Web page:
Orphans, Bread, and Holiday Cheer!

1. Canada, you are a drag.

This morning, on Caillou:

CAILLOU: “Does he have a family, too?”

ZOOKEEPER: “I’m afraid not. You see, his mommy died.”

Really, children’s television writers? REALLY? It wasn’t a Very Special Episode about death, it was a trip to the zoo. I was two sips into my first cup of coffee. It was not yet 7am. Why, what better time to discuss death and motherless children with my four-year-old!

(Also, why not just say “not here!” or even “no” without elaboration? If my preschooler asked a question about a baby otter’s family and some zookeeper took it upon herself to answer with a tale of maternal woe, she would be scrambling for purchase along the inside wall of the tiger pit.)

2. According to Simone, the extra cherries are hair.

This morning we went over to my mother’s to bake loaves of Schmutzli and Santa bread. You can buy these all over in Switzerland during the holidays, and Santa’s pipe and Schmutzli’s switch were saved from my mother’s last store-bought pair. Here they are before going in the oven:

And here is Schmutzli after being served for lunch alongside cheese and butter (turnabout is fair play, Schmutzli!):

3. Oh the weather outside is frightful…

We were supposed to be traveling this weekend to see my in-laws, but the forecast calls for a winter storm Saturday night, so instead we are staying home to do cozy winter things, like make cookies and finally decorate the tree. Right now it is up but bare, this hulking dark piney mass in the corner of the living room. I can’t wait to get the lights strung and watch Simone festoon approximately one third of the available arboreal real estate with ornaments.

I have surprised myself by turning into a Holiday Person over the last couple of years. I liked the holidays fine in the past, but they were just there, pleasant but generally devoid of poignancy, a few days of presents and laughing with family and drinking hot liquored things. All of which are still integral components of the holiday season, obviously, but ever since Simone became old enough to be delighted by Christmas, I’ve become someone who listens to Christmas music starting December 1st, who organizes holiday crafts and can sit gazing at the tree for a disturbingly long while. Baking, shopping for presents, drinking hot chocolate when it’s snowing and white outside…I’m gleeful, even reverent, over all of it—perhaps absurdly so, for an atheist—and this year feels more exciting than most,  because Twyla is our last baby, which means we are finally all here.


  1. Lorraine says:

    We are also finally all here, and these years with a teenager and a toddler are probably the best holiday years I (a fellow atheist) will ever have. I am cherishing them, getting all crafty and buying too much wrapping paper.

    As for the sad otter situation, all I can say is that I don’t think I can make it through Beasts of the Southern Wild even if that little girl is the most adorable thing ever. My threshhold for heart-wrenching is just incredibly low now….

  2. Kristin says:

    I came to the comments to tell you how much I loved your last line, but I see others have beaten me to it. You have an amazing way with words, lady.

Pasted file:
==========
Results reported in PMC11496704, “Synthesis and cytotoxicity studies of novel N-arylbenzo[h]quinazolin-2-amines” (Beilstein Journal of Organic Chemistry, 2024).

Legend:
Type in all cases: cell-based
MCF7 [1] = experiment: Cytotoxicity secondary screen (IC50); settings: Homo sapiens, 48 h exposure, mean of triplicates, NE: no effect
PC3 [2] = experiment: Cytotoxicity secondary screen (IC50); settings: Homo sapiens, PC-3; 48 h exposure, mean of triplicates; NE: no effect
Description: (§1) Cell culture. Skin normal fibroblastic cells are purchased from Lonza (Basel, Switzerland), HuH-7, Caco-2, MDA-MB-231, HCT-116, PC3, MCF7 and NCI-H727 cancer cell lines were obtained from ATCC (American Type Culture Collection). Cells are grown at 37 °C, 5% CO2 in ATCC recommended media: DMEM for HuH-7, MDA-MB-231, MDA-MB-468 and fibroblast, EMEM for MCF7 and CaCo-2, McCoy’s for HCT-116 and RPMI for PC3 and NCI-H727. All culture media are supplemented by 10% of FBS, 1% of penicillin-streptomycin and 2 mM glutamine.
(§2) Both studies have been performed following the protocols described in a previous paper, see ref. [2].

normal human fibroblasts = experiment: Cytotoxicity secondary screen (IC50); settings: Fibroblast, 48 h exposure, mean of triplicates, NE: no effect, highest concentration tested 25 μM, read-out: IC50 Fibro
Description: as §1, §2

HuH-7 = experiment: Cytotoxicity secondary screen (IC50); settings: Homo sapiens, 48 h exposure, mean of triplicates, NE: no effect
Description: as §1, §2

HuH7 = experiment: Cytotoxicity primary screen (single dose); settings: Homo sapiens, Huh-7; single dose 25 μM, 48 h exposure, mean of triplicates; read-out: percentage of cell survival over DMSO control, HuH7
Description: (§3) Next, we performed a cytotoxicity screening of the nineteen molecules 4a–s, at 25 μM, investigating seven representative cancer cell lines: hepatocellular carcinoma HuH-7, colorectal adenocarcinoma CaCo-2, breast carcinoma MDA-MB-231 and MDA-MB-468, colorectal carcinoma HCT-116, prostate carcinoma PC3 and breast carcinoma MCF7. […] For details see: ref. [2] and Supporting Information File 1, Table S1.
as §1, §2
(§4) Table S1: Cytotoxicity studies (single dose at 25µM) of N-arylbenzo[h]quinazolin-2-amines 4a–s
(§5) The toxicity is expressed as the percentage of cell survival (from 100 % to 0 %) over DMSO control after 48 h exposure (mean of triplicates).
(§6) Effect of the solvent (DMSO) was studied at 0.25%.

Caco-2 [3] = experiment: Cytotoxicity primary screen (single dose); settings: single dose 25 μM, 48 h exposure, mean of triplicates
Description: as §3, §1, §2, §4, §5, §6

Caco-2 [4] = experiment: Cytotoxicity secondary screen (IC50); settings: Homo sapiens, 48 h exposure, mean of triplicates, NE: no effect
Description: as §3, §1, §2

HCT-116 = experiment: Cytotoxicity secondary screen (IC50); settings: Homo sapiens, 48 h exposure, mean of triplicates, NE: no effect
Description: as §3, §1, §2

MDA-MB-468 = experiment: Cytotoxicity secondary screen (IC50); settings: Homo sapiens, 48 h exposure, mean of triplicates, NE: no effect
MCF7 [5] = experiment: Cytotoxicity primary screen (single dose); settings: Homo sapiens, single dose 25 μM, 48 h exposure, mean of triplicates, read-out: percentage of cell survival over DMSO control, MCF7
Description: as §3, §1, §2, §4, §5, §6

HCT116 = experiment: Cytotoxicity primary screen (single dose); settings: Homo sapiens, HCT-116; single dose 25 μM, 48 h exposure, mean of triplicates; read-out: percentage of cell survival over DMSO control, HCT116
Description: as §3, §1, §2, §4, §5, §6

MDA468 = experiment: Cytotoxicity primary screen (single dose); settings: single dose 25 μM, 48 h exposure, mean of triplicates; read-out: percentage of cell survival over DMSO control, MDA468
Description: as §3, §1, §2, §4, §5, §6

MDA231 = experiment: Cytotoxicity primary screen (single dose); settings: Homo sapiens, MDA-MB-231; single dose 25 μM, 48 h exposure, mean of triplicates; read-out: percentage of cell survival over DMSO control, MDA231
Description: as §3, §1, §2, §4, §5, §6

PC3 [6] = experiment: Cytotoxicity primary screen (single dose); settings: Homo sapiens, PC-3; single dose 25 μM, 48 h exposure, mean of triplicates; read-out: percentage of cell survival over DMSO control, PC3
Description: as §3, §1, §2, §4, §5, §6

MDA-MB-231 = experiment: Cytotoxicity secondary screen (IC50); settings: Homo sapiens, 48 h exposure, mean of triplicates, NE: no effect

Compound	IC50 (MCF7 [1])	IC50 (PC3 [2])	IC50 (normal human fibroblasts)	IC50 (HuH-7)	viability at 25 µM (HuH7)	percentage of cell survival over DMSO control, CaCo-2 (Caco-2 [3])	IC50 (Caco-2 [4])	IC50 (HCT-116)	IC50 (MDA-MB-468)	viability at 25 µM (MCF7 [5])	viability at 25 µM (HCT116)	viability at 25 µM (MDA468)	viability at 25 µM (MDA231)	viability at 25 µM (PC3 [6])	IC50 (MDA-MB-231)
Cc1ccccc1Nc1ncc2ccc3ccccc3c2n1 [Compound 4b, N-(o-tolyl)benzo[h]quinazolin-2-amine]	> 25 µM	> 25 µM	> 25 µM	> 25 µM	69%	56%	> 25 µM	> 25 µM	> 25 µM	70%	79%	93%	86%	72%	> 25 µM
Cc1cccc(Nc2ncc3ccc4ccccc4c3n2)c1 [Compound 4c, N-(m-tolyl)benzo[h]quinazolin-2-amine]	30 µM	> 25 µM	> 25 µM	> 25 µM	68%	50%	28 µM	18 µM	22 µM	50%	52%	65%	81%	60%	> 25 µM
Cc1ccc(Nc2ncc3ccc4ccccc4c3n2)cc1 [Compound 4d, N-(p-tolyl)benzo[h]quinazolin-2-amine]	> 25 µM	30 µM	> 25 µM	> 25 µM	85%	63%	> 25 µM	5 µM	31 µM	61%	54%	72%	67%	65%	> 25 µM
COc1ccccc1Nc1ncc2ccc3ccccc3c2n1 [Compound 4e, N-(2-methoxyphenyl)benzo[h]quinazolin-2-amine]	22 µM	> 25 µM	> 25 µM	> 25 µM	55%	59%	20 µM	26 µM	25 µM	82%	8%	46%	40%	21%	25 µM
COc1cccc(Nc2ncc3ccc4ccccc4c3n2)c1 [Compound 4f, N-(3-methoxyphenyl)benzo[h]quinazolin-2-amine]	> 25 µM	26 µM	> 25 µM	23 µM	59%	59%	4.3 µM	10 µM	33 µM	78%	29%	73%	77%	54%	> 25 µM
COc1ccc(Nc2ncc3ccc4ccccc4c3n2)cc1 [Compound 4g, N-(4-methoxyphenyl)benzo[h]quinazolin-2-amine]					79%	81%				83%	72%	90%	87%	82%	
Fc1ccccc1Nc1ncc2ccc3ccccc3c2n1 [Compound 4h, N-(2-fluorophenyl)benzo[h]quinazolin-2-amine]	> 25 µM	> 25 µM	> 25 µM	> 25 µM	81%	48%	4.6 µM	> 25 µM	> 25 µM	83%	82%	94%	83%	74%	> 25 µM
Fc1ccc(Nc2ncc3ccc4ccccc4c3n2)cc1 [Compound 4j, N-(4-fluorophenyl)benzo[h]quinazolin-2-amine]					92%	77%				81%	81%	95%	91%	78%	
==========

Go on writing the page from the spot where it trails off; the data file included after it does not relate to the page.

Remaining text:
3. Kimberley B says:

    Ouch! Canadian here. Caillou is a terrible show in general, but, please, let’s not criticize an entire nation over one questionable episode of a generally crappy TV show? I mean, Canadians aren’t down on Americans despite your horrible productions of Private Practice and Long Island Medium. Just sayin’.

  4. Anne says:

    I am rolling after reading your post about the Caillou episode. I know that one. We’re big fans of Caillou at our house, but sometimes they do delve into topics that make me want to frantically wave my arms at the screen to get its attention and then make dramatic “CUT!” motions with my hand. You know the episode where Caillou wakes up crying with bad dreams about monsters? That SINGLEHANDEDLY planted a fear of monsters in my almost four-year-old, so that every night now, he asks if there will be monsters while he is sleeping. It doesn’t matter that Caillou’s daddy explained that monsters aren’t real, etc. The seed of fear was planted.

  5. Fran says:

    Oh, I know – we are neighborhood agnostics all about the holiday, as well. The kids (2 and 10) are just so excited. The little one doesn’t even relieze there are gifts involved for her. She’s going to freak (in a good way). She was a bit skittish about the tree in her house but loving it now. I plan to introduce Schmutzli to the older one later today. Prepare for historic posts page views to jump as one would be foolish not to use your interpretive wisdom.

  6. Sandra says:

    Calliou first came on the air when my 14yo son was young… my husband say it ONCE and said “We are never watching that whiny brat in this house again.” Good call, Daddy. Good call.

  7. camille says:

    Caillou is a whiny douche and our three year is always noticably unpleasant after she watches him. Poor themes and dialogue aside, that the only Asian character looks like a samuri is stereotypical at best. As expat-Canadians in the US we usuallly embrace exposing our toddlers to anything from Canada. Caillou is an exception…annoying kid, annoying family, avoid at all costs! Also, is anyone concerned that their four year old is still bald?

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